You sent me a sprig of mignonette,
Cool-colored, quiet, and it was wet
With green sea-spray, and the salt and the sweet
Mingled to a fragrance weary and discreet
As a harp played softly in a great room at sunset.
You said: “My sober mignonette
Will brighten your room and you will not forget.”
But I have pressed your flower and laid it away
In a letter, tied with a ribbon knot.
I have not forgot.
But there is a passion-flower in my vase
Standing above a close-cleared space
In the midst of a jumble of papers and books.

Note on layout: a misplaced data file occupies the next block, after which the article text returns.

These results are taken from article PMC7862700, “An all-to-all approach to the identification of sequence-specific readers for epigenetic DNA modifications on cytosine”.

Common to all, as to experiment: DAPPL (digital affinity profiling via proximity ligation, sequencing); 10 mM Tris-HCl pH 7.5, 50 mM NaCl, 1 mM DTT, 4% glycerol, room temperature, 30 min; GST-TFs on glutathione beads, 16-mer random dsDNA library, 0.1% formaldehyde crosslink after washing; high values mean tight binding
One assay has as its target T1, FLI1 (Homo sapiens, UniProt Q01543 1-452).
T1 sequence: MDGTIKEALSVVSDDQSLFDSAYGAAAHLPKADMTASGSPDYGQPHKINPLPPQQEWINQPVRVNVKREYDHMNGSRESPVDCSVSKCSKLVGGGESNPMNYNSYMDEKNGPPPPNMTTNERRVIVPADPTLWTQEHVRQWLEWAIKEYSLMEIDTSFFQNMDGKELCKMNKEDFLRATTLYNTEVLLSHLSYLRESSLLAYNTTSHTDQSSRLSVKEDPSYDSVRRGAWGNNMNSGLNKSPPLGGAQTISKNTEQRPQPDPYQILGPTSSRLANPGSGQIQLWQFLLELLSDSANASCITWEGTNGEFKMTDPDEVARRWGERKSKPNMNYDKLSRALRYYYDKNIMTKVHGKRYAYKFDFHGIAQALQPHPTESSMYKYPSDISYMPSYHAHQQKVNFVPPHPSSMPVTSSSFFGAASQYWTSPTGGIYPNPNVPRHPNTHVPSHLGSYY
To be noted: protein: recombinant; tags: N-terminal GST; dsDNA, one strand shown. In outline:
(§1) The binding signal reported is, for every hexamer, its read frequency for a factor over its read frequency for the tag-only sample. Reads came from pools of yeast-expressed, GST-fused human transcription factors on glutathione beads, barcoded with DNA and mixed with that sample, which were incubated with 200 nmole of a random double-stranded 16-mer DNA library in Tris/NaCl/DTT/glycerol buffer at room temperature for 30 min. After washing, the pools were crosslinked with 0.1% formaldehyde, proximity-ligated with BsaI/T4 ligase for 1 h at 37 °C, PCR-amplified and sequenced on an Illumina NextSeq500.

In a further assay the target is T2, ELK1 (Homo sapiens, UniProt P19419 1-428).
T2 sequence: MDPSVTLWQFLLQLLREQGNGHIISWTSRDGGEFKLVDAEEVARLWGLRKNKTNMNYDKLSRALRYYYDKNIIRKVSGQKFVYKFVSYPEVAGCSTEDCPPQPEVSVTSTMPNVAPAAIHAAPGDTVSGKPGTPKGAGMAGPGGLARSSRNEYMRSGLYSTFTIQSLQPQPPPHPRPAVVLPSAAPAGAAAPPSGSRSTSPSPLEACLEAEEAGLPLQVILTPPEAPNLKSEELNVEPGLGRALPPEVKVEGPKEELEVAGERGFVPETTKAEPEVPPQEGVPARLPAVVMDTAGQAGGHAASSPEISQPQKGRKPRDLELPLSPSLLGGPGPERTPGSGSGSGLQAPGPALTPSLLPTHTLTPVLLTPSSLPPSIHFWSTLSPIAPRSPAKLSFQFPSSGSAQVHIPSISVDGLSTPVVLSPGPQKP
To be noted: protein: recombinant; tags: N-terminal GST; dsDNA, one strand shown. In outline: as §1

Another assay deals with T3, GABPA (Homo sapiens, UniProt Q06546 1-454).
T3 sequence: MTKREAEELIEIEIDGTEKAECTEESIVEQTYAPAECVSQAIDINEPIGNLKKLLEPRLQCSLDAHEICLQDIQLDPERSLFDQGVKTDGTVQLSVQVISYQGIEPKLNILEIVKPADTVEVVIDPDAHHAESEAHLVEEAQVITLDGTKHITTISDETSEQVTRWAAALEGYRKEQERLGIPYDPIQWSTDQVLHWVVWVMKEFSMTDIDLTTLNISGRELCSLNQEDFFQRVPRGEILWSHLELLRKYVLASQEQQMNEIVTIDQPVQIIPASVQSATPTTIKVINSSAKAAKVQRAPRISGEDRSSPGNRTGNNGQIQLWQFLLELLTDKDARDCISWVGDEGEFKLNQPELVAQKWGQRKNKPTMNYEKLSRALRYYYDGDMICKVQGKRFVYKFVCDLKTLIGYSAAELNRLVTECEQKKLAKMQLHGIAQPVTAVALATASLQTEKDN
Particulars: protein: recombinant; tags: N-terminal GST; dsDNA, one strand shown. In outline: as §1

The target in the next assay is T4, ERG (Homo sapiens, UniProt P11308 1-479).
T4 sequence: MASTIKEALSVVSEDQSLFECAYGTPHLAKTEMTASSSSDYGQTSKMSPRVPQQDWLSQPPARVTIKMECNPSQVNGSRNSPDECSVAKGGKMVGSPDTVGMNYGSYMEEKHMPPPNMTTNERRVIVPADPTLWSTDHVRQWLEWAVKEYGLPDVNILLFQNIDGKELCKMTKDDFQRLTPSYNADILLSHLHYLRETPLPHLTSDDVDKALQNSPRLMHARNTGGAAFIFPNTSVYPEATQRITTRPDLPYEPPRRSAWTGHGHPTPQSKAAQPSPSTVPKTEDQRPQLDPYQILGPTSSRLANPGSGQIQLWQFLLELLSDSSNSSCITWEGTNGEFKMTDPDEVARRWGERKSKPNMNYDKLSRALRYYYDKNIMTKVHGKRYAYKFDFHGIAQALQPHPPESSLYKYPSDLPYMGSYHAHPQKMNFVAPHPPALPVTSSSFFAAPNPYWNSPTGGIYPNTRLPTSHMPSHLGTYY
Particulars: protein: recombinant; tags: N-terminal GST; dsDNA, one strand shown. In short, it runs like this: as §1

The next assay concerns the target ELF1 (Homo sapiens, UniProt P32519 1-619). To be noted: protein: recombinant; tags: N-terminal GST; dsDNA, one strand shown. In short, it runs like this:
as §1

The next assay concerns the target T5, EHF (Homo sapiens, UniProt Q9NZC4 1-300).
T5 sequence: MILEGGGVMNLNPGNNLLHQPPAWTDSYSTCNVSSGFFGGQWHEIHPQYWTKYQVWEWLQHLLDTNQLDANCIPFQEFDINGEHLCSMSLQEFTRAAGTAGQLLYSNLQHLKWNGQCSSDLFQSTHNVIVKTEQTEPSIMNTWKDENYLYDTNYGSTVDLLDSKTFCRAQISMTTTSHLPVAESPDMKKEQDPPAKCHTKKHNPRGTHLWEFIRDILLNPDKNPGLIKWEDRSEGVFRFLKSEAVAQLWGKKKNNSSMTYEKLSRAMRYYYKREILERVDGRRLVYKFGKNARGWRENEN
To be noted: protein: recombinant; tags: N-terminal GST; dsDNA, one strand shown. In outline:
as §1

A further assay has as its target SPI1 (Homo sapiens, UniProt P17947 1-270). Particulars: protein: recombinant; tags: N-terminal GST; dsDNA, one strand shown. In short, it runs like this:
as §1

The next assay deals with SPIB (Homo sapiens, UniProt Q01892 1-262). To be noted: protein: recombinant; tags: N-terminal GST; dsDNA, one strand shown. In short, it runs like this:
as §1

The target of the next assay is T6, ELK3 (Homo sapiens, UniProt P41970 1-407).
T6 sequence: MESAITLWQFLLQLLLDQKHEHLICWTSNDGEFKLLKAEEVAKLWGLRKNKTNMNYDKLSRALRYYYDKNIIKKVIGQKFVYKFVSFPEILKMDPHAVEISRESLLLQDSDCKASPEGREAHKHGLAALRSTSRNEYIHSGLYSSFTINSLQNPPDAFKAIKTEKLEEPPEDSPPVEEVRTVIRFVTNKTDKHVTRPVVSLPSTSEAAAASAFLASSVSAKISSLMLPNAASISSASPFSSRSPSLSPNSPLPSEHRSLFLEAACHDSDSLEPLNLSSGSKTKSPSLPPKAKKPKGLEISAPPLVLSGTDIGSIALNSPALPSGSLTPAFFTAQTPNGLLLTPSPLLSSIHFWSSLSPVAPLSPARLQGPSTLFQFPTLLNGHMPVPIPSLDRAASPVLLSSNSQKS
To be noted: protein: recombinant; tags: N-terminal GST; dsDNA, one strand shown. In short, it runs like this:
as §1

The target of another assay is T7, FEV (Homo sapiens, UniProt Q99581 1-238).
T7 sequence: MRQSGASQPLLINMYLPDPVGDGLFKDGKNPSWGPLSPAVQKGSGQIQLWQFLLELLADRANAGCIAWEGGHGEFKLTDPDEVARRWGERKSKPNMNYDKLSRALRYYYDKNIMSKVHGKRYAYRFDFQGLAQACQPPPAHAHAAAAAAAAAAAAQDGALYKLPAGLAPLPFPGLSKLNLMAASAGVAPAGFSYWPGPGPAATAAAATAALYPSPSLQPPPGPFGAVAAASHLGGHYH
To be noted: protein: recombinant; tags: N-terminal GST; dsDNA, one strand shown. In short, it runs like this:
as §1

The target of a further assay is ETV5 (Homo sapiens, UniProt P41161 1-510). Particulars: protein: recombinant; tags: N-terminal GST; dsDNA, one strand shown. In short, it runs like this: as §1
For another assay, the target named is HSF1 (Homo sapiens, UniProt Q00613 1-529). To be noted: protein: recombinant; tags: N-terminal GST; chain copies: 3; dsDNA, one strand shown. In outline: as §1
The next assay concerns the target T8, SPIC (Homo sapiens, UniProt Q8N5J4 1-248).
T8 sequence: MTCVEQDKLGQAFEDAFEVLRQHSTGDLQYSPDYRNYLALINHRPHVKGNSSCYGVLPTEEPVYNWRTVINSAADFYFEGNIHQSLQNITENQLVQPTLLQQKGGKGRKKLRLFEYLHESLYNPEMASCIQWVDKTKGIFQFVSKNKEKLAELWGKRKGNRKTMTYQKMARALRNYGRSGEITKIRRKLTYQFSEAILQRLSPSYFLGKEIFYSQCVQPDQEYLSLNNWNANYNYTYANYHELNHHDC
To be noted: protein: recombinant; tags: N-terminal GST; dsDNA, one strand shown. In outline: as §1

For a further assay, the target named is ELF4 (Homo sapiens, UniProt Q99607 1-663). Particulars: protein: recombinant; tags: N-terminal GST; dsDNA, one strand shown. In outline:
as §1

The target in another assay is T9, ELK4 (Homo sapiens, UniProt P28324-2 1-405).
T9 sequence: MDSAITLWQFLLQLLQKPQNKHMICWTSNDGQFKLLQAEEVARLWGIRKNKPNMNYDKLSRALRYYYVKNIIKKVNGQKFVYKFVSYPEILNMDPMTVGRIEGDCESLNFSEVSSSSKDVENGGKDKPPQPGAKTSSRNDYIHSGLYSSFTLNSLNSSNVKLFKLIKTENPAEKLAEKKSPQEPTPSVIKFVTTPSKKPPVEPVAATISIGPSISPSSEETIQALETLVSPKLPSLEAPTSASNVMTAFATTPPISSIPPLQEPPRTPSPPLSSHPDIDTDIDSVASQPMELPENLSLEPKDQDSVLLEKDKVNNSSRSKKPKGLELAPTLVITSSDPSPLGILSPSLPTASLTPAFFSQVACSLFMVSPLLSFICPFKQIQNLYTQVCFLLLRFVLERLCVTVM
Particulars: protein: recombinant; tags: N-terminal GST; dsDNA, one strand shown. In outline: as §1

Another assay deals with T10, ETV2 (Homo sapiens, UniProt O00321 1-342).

The passion-flower holds my eyes,
And the light-under-light of its blue and purple dyes
Is a hot surprise.
How then can I keep my looks
From the passion-flower leaning sharply over the books?
When one has seen
The difficult magnificence of a queen
On one’s table,
Is one able
To observe any color in a mignonette?
I will not think of sunset, I crave the dawn,
With its rose-red light on the wings of a swan,
And a queen pacing slowly through the Parthenon,
Her dress a stare of purple between pillars of stone.